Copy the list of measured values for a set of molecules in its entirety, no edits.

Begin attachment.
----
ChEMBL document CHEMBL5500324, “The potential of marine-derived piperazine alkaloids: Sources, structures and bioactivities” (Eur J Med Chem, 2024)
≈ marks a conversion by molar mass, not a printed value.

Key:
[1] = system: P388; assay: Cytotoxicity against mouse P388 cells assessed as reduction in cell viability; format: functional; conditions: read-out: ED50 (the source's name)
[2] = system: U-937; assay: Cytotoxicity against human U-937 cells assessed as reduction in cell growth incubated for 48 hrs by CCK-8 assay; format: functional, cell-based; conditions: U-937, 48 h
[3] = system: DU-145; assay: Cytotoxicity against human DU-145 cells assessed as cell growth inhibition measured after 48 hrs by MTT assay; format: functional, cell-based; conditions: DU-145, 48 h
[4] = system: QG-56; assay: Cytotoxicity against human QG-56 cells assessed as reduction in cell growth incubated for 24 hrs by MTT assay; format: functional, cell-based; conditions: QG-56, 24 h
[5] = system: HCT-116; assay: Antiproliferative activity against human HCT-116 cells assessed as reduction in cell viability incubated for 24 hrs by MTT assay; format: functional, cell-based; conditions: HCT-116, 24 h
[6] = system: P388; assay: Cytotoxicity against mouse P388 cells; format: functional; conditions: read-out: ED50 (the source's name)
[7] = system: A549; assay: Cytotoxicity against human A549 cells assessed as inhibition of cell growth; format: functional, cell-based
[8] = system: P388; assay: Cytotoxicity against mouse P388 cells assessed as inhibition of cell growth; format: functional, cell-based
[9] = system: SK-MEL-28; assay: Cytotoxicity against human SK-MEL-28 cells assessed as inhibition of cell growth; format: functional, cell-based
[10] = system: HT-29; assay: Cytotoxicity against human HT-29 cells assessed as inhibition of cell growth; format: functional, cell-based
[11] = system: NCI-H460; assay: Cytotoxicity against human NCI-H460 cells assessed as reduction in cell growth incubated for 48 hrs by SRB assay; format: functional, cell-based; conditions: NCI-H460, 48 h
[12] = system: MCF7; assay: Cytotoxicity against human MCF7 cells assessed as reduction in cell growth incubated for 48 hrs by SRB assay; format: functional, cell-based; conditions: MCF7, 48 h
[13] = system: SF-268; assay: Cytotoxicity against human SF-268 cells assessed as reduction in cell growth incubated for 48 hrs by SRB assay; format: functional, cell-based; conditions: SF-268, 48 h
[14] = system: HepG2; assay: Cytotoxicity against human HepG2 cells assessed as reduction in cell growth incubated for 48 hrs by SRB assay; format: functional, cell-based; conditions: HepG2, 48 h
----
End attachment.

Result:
ChEMBL document CHEMBL5500324, “The potential of marine-derived piperazine alkaloids: Sources, structures and bioactivities” (Eur J Med Chem, 2024)
≈ marks a conversion by molar mass, not a printed value.

Key:
[1] = system: P388; assay: Cytotoxicity against mouse P388 cells assessed as reduction in cell viability; format: functional; conditions: read-out: ED50 (the source's name)
[2] = system: U-937; assay: Cytotoxicity against human U-937 cells assessed as reduction in cell growth incubated for 48 hrs by CCK-8 assay; format: functional, cell-based; conditions: U-937, 48 h
[3] = system: DU-145; assay: Cytotoxicity against human DU-145 cells assessed as cell growth inhibition measured after 48 hrs by MTT assay; format: functional, cell-based; conditions: DU-145, 48 h
[4] = system: QG-56; assay: Cytotoxicity against human QG-56 cells assessed as reduction in cell growth incubated for 24 hrs by MTT assay; format: functional, cell-based; conditions: QG-56, 24 h
[5] = system: HCT-116; assay: Antiproliferative activity against human HCT-116 cells assessed as reduction in cell viability incubated for 24 hrs by MTT assay; format: functional, cell-based; conditions: HCT-116, 24 h
[6] = system: P388; assay: Cytotoxicity against mouse P388 cells; format: functional; conditions: read-out: ED50 (the source's name)
[7] = system: A549; assay: Cytotoxicity against human A549 cells assessed as inhibition of cell growth; format: functional, cell-based
[8] = system: P388; assay: Cytotoxicity against mouse P388 cells assessed as inhibition of cell growth; format: functional, cell-based
[9] = system: SK-MEL-28; assay: Cytotoxicity against human SK-MEL-28 cells assessed as inhibition of cell growth; format: functional, cell-based
[10] = system: HT-29; assay: Cytotoxicity against human HT-29 cells assessed as inhibition of cell growth; format: functional, cell-based
[11] = system: NCI-H460; assay: Cytotoxicity against human NCI-H460 cells assessed as reduction in cell growth incubated for 48 hrs by SRB assay; format: functional, cell-based; conditions: NCI-H460, 48 h
[12] = system: MCF7; assay: Cytotoxicity against human MCF7 cells assessed as reduction in cell growth incubated for 48 hrs by SRB assay; format: functional, cell-based; conditions: MCF7, 48 h
[13] = system: SF-268; assay: Cytotoxicity against human SF-268 cells assessed as reduction in cell growth incubated for 48 hrs by SRB assay; format: functional, cell-based; conditions: SF-268, 48 h
[14] = system: HepG2; assay: Cytotoxicity against human HepG2 cells assessed as reduction in cell growth incubated for 48 hrs by SRB assay; format: functional, cell-based; conditions: HepG2, 48 h